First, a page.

By Lora Abernathy
My husband said the cake was absolutely delicious, but that I really should change its name.
“It’s kind of unappetizing,” Gary said.
“I’m not going to change its name! That’s what we called it growing up, so that’s what I’ll always have to call it,” I protested with a smile, but throwing in a harrumph for good measure.
“OK, OK,” he said, smiling back.
I had just baked for us my grandma’s chocolate cake with what we always called “mashed potato icing.” I know, I know, you’re already siding with my husband, but hang tight. It’s not actually made with mashed potatoes, it just looks like them. OK, maybe that’s still not the best argument, but consider this: It’s made with a lot of sugar and also contains butter, vanilla, shortening and flour. It’s absolutely the sweetest, most delicious icing I’ve ever had. It’s also “ours.”
The cake was always baked for birthdays, Easter, Thanksgiving, Christmas and my favorite times of year, just because.
A year or so after I started cooking, I asked Grandma for the recipe. She gladly gave it to me. I started writing it down with the excitement that Ralphie has in “A Christmas Story” when he locks himself in a room to decode the Little Orphan Annie Secret Circle message.
But when I asked her to repeat one of the ingredients, she shocked the heck out of me with these words: “Or, you could also get the cake recipe off the back of the Hershey’s chocolate box.”
“What? You mean you’re not the only person who makes this?” I was thinking. “There are other people in America eating this cake right now?”
Suddenly, I felt Ralphie’s disappointment when he discovered all the super-secret message said was, “Be sure to drink your Ovaltine.”
“Ovaltine?” Ralphie asked out loud.
“Hershey’s?” I thought to myself.
At least she said the icing was her own, which helped my incredulity dissipate, and it was still Grandma’s special chocolate cake after all, no matter how many other grandmas out there were making it.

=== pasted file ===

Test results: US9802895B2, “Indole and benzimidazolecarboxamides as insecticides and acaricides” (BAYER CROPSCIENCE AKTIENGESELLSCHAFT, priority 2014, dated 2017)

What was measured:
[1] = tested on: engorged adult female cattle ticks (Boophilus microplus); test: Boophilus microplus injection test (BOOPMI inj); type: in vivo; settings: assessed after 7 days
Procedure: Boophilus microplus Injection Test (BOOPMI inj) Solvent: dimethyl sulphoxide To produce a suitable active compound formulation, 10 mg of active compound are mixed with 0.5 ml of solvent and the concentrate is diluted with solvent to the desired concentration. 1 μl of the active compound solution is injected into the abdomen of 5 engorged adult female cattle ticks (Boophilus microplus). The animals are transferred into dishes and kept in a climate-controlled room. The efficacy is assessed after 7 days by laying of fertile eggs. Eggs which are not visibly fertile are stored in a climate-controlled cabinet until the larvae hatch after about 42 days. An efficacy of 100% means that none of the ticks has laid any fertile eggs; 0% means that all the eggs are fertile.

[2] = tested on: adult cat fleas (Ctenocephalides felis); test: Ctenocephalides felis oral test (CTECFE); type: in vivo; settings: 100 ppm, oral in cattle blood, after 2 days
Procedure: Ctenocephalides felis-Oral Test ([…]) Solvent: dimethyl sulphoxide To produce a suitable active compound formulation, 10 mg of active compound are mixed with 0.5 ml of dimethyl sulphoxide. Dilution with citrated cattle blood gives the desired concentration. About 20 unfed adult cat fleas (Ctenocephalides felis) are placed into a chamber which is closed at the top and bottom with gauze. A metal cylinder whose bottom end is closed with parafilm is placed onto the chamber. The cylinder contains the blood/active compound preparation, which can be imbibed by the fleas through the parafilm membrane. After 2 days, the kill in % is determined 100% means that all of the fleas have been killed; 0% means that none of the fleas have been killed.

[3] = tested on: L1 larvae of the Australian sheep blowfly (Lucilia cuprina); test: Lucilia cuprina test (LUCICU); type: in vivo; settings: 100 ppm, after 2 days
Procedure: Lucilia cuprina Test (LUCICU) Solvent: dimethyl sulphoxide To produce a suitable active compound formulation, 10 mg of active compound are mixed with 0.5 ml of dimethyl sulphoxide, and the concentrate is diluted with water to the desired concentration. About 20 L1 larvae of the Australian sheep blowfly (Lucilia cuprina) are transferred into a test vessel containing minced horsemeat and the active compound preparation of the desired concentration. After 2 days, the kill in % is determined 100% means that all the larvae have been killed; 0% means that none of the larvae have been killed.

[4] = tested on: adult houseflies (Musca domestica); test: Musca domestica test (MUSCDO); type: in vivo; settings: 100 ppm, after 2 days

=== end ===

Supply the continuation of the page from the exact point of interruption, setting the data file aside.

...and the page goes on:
I haven’t made it in years, but I got a hankering for it recently and tried it the weekend before Thanksgiving. Why did I wait so long? The cake was so moist and the icing was extra “mashed potatoey” (sorry, Gary). It was like I was right back at Grandma and Grandpa’s kitchen table.
When I made it, I looked for the recipe on “the back of the Hershey’s chocolate box.” It was still there. I’m not sure if it was the same one Grandma used, because I never looked at it that day. If it was, it was certainly altered over time. Vegetable oil must have been swapped for shortening, it called for milk instead of buttermilk, and there were variations on the measurements and the directions.
Grandma hasn’t made the cake in years, so, I took a photo of the cake and texted it to my mom, uncles, siblings and a cousin. Most everyone lives back home in West Virginia.
“Hey, Kris,” Uncle Rod asked my mom. “Is that the cake that has the mashed potato icing?”
I promised everyone I’d make it again and bring it with me on my next visit back home. I didn’t make it back for Christmas, though, so it looks like I’ll need to visit very soon so they can have their cake and eat it, too.
CHOCOLATE CAKE WITH ‘MASHED POTATO’ ICING
Make the icing first because a portion of it needs to get cold in the refrigerator. If you prefer a thicker layer of icing like I do, or want extra so the grandkids have enough to get a few decent licks from the bowl after you’ve frosted, go ahead and just double the recipe.
1/2 cup (1 stick) unsalted butter, cold
1/2 cup shortening, cold
1 cup milk
5 tablespoons flour
1 cup sugar
1 teaspoon vanilla
1 3/4 cups sugar
2/3 cup shortening
1 teaspoon vanilla
2 1/2 cups cake flour, sifted
1 1/2 teaspoons baking soda
1/2 teaspoon salt
1 cup whole buttermilk
1/2 cup boiling water
1/2 cup Hershey’s cocoa
Keep butter and put shortening in refrigerator for several hours until very cold.
In a small pan on medium heat, with a whisk, cook milk, flour and salt until thick. Don’t stop whisking once you start. You can’t get the mixture too stiff. Put mixture in refrigerator for several hours, covering with wax paper, to get as cold as you can.
Cream together well shortening, sugar and butter. Add in milk and flour mixture and beat on high speed. You can’t beat too long. Add vanilla and blend well.
Heat oven to 350 F. Grease and flour two 9-inch cake pans.
In a large bowl, cream the sugar and shortening together until light and fluffy. Add eggs, one at a time, beating well after each addition. Add vanilla.
In another bowl, sift together the flour, baking soda and salt. Add dry ingredients alternately with the buttermilk to sugar mixture.
In a small pan, bring water to boil.
In a small bowl, make a heavy, smooth paste of the cocoa and boiling water. Cool slightly. Add to mixture and blend well.
Pour into prepared pans and bake for about 35 minutes or until done. Let cakes cool completely. Frost cake between layers, on top and on sides.